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Friday, July 20, 2012

Addressing our image problem

By SANJAY BHOSALE


Papua New Guinea has featured regularly in the international media in the last couple of weeks, and unfortunately, the coverage has been mostly negative.

The sole exception has been the recent positive reports on the national election in a few Australian and New Zealand media outlets such as the ABC and Radio New Zealand International. This was particularly the case after the initial problems with the common rolls, delayed polling and early poll-related violence receded and the elections got into full swing.

Last week’s Hevilift helicopter crash in which two Australians and a New Zealander died understandably received widespread coverage in Australia and New Zealand. The story featured prominently for nearly a week as the search for the missing crew continued until the discovery of their bodies in the Gulf province.

Media outlets ranging from the online edition of the prestigious Time magazine in the United States to newspapers in countries such as Pakistan, have been including stories from PNG in their coverage.
The story that has attracted the most interest is the arrest of a large number of alleged “cannibal cult” members in the interiors of Madang province.

 This story has generated a lot of fascination in the international media, not least because of the alleged “penis soup” and human brain diet of the cult’s followers. One celebrity news and gossip website in the US, www.perezhilton.com, had a field day with the story. Under a section titled Wacky, Tacky and True, it headlined the story “Papua New Guinea Cannibals Murder Sorcerers, Make D**k Soup’’.

 The following is an extract from the website’s derisive report: “Mmm, mmm ... What the heck!? Vigilantes in Papua New Guinea are murdering sorcerers and eating their penises in soup!!! We’ve heard of Chicken Soup for the Soul... but D**k Soup for the Witch Hunter??
“There aren’t enough licensed medical examiners in PNG because they’re paying sorcerers to determine causes of death.

“Sadly, most don’t take American Express but you can pay in poonani! “One arrested vigilante admitted: ‘We ate their brains raw and took body parts such as livers, hearts, penis and others back to the hausman (traditional men’s houses) for our chief trainers to create other powers for the members to use.’ Uhhh ... Of course you did. “One local cop was happy to share more deets on the vigilante operation.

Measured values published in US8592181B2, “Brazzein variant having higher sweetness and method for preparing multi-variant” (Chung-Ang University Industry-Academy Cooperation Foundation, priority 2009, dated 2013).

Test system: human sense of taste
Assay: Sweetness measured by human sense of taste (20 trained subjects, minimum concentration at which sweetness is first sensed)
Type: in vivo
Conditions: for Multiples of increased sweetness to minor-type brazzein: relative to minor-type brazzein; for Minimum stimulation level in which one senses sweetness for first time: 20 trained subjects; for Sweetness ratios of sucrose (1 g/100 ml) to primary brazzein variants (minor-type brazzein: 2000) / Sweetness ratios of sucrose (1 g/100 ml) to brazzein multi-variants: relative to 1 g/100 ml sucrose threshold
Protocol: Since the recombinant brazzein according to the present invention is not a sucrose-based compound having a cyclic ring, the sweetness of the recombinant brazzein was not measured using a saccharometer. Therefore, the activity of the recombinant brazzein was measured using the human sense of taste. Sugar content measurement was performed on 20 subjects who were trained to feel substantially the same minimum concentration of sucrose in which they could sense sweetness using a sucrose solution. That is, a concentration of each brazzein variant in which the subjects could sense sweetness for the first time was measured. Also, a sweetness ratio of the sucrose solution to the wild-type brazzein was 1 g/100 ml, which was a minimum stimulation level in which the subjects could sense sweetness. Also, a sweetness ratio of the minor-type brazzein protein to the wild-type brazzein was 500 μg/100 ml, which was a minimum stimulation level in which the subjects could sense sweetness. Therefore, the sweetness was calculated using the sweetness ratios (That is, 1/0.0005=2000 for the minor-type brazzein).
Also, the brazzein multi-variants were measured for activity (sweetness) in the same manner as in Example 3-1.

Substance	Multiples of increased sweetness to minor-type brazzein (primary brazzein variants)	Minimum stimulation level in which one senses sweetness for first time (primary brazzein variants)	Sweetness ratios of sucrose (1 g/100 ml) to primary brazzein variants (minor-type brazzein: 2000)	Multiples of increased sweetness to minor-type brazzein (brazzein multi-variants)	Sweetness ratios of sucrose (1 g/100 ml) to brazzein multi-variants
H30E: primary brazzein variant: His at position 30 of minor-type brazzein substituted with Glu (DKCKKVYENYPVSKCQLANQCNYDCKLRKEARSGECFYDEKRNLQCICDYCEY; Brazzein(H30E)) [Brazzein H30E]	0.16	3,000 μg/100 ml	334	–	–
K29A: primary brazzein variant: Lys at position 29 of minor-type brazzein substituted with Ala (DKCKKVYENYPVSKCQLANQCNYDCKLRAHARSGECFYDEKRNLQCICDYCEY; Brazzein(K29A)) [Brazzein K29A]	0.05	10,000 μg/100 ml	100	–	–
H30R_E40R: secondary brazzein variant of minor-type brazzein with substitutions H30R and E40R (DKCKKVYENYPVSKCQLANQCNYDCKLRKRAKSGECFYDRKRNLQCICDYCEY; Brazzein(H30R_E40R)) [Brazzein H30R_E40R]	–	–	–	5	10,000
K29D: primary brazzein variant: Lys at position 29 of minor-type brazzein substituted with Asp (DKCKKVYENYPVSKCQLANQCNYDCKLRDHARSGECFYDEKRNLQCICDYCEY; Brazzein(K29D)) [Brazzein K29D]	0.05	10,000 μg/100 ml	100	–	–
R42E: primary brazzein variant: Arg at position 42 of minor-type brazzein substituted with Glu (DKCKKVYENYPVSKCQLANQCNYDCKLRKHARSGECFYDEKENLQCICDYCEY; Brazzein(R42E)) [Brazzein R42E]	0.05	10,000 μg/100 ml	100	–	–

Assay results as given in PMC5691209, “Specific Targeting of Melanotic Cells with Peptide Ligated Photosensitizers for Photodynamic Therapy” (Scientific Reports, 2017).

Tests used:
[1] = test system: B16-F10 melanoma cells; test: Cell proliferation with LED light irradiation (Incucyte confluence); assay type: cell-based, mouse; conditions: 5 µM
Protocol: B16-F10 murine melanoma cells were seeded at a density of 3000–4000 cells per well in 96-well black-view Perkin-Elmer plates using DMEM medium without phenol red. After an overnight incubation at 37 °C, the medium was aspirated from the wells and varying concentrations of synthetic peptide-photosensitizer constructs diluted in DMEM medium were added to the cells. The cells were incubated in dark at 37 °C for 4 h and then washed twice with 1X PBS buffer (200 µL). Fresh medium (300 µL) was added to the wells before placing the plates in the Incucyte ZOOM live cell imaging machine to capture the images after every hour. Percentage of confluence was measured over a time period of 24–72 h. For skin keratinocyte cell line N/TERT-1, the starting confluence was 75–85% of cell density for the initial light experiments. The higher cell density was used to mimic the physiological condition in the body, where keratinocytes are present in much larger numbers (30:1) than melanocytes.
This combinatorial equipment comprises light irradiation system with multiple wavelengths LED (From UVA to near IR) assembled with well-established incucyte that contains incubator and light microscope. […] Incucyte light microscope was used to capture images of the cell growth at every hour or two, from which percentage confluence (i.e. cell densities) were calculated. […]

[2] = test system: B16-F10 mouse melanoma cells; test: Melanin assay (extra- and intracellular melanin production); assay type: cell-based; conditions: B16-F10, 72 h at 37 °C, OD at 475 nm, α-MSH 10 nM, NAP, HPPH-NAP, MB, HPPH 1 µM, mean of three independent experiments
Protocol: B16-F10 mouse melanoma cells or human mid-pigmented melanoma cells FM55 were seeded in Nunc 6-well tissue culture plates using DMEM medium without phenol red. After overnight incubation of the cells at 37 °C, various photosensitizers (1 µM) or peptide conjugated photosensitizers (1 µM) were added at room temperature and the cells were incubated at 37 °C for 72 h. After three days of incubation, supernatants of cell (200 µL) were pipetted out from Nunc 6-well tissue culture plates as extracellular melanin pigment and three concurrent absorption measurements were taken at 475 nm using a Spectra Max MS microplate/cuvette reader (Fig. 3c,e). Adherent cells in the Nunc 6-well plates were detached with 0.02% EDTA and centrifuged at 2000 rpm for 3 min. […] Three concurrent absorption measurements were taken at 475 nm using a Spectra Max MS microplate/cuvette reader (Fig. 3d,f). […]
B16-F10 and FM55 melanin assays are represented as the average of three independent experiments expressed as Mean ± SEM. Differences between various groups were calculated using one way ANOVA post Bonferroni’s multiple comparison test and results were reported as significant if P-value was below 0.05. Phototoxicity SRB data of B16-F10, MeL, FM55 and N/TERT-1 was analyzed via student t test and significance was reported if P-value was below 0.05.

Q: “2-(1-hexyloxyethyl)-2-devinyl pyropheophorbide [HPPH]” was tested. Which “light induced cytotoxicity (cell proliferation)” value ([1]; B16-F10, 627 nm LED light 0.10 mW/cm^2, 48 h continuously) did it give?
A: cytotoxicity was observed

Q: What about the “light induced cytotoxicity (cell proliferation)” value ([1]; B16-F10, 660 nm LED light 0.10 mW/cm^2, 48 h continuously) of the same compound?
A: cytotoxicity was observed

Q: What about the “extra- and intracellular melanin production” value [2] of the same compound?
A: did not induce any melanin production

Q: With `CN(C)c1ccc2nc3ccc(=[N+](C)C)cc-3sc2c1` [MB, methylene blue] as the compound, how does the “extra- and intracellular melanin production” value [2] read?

He said: “These people never kill sorcerers in broad daylight, mutilate and eat sorcerers’ flesh, livers and hearts or make soup from the penis of sorcerers.”
Yikes!

“No offense to our lovely PNG readers, but Groupon will have to offer one HECK of a special before we ever vacay there!!’ The above report illustrates why PNG continues to suffer from an image problem in the international community. One such article does more damage than a hundred positive stories about the
country’s natural beauty or the people’s hospitality.


Of course there is no point in shooting the messenger. There would be no story if the cult’s alleged activities did not happen in the first place. Full stop. It is de rigueur for the media to pounce on bizarre happenings from around the world and serve them to its voyeuristic audiences.
Contrast the website’s story with the following exchange this week between a Sydney Morning Herald reader and the paper’s travel writer, Michael Gebicki.

The reader writes: “I’ve nursed a long fascination with Papua New Guinea and, in particular, its various tribal cultures. “I’m planning a trip that includes the highlands and a cruise along the Sepik River and perhaps some of the islands. “However, I have nagging worries about personal security for travellers.
“Am I right to be concerned, and how can I make sure that I travel safely in this part of the world?’’
Gebicki’s reply, under the headline “Fascination deserved, dangerous image is not’’, reads: “Our neighbour is painted as mad, bad and dangerous by the media, yet the image is largely undeserved.
“While it’s true Port Moresby has a crime rate that requires a high degree of caution, the capital city ranks low on the country’s list of attractions, and there is no compelling reason for visitors to spend even a single night there.

“You do need to visit Papua New Guinea on a tour organised by a reputable operator ...
“I have travelled extensively in Papua New Guinea during eight visits since the mid-1980s.
“The only time anything untoward happened was in the market in Madang, where a photographic flash was removed from my backpack, which I’d probably left gaping.
“The culprit was a young bloke, who was tackled by a woman stallholder and given a thorough tongue lashing before the flash was returned to me.’’
Gebicki’s assurance will undoubtedly encourage the letter writer and other potential visitors to cast aside their concerns and make the trip to the land of the unexpected.
But when they get there, it is the responsibility of every Papua New Guinean to make sure they do not encounter any nasty surprises.

Tens of thousands of tourists visit PNG each year from all corners of the globe. More than 99% of them experience the breathtaking scenery, the awesome culture and the hospitality of the people.
Yet, it is the isolated rape of an expatriate tourist or the hold-up of a cruise ship passenger that makes the news internationally. The obvious solution is to ensure that such unfortunate events do not befall our visitors. For that to happen, we must start by treating our own countrymen as our brothers and sisters, not as strangers or enemies from a different tribe, clan or province.
Charity, courtesy and civility all begin at home. A single act of kindness can make a world of difference.

Sanjay Bhosale, a former associate editor of The National, is a Canberra journalist.